In his final State of the Union speech, President Obama exhorted the American educational system to ensure that every student in the country gets hands-on computer science and math training to set them up for success in college and careers alike. Shortly thereafter, he announced the Computer Science for All Initiative to increase access to just such courses.
The Gevirtz School at UC Santa Barbara is responding to the president’s call by studying how elementary school students learn computer science, in an effort led by Danielle Harlow, an associate professor of education at Gevirtz, and Diana Franklin, a former UCSB computer science faculty member now at the University of Chicago.
Working with graduate students and local teachers, Harlow and Franklin created Kids Engaged in Learning Programming and Computer Science (KELP-CS), a modular curriculum for fourth- through sixth-graders. The modules consist of 13-14 hours of computer science instruction, during which students complete activities either in the classroom or in a computer lab.
For the activities, students use a block-based programming environment called LaPlaya, where they snap together commands, or blocks, to create longer lines of code, or scripts. It’s a more intuitive and basic method, educators say, than typing individual lines of code as one would in traditional programming languages such as Java or C++.
“Students are always excited to share what they’ve created, or help others who are struggling,” said Ali Hansen, a UCSB graduate student who teaches KELP-CS at a local elementary school. “I don’t think a class period goes by without hearing a student exclaim, ‘Aha!’ or ‘I figured it out!’ or ‘I did it!’”
In the first KELP-CS module, students learn the computer programming skills they need to create a digital story. Module two instructs them in the skills required to design a game. And in both modules, students complete lessons in the engineering design process — a key component of the Next Generation Science Standards for K-12.
“Although researchers are beginning to understand how best to teach computer science at the high-school level and middle-school level, we know comparatively little about effective instruction at the K-5 level,” Harlow said. “Our team, in its fourth year of research, has examined how children in fourth- through sixth-grade understand various computer science concepts, such as initialization, and what skills, such as language/reading, physics and mathematics, are required to complete our curriculum.”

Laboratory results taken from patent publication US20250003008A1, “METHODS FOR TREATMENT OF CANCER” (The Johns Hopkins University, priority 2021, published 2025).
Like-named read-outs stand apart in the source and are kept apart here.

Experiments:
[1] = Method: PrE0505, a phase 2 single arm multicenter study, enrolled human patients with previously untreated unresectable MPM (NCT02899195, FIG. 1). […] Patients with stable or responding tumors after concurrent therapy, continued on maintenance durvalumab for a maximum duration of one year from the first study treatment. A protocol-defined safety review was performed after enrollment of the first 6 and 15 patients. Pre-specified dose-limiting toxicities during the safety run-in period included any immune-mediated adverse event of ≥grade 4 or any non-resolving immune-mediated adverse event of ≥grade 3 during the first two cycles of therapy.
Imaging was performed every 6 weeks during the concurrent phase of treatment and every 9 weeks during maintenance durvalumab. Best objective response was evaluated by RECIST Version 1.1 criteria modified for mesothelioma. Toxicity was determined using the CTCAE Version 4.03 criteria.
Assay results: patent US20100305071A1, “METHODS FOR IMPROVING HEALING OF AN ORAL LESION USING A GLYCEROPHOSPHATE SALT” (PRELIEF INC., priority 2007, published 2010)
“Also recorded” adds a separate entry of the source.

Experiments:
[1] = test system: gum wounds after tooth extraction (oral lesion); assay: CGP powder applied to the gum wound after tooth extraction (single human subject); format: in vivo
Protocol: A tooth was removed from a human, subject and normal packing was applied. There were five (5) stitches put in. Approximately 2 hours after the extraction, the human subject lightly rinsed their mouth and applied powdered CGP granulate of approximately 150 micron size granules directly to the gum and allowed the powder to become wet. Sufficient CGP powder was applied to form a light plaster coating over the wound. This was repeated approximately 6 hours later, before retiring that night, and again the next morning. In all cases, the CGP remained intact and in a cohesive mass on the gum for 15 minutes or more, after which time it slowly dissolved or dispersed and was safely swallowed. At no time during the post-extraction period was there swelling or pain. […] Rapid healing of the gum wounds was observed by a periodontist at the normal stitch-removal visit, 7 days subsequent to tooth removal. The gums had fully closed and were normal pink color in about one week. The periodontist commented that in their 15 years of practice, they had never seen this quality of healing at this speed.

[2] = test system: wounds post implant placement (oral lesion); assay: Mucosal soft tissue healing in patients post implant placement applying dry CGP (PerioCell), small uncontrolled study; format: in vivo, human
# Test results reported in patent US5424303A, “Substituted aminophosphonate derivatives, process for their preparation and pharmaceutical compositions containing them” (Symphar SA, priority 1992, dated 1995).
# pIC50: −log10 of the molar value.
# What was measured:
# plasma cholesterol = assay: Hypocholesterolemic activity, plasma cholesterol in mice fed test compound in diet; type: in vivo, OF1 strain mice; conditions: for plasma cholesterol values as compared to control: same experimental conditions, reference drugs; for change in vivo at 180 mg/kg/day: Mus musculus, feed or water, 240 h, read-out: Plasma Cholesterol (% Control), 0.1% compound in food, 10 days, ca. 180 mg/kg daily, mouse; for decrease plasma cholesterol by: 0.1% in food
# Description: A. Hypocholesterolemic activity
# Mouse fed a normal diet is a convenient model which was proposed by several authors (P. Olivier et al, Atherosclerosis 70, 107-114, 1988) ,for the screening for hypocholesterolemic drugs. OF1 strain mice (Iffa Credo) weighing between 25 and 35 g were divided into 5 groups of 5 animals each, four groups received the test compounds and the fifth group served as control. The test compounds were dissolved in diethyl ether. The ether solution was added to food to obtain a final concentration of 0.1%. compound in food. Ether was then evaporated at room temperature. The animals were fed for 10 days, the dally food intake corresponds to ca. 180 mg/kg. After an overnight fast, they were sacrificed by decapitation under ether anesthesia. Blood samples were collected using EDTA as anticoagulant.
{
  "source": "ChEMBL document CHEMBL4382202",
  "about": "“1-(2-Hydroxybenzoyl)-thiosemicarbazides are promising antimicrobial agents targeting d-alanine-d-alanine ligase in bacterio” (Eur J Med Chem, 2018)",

The work goes beyond teaching computer science. As Harlow added, “Underrepresented groups have also been studied in our work, including English Language Learner (ELLs) and students with disabilities. We have also been helping teachers incorporate computer science in the classroom by connecting our curriculum to Common Core and Next Generation Science Standards and providing other tips for teachers.”
The knowledge and skills imparted by computer science also enable innovation and open doors. Many fields of science and business depend on computer science and an increasing number of jobs require skills in computing technologies — a trend sure to grow as computing becomes embedded more deeply in everyday commerce and society. As Diana Franklin puts it, “If K–12 schools are seeking to make students college- and career-ready, computer science should be part of the core curriculum.”
Obama’s Computer Science for All Initiative recognizes that increasing the opportunities for elementary school children — especially girls and other underrepresented minority groups — to learn computer science is an essential aspect of preparing students for computer science careers as well as technology-centered society. Gaining a deeper knowledge of computer science and its fundamental aspects is essential not only to have a clear understanding of “what is going on under the hood” of computer software or hardware, but also to develop critical thinking skills that will serve a student throughout his or her life.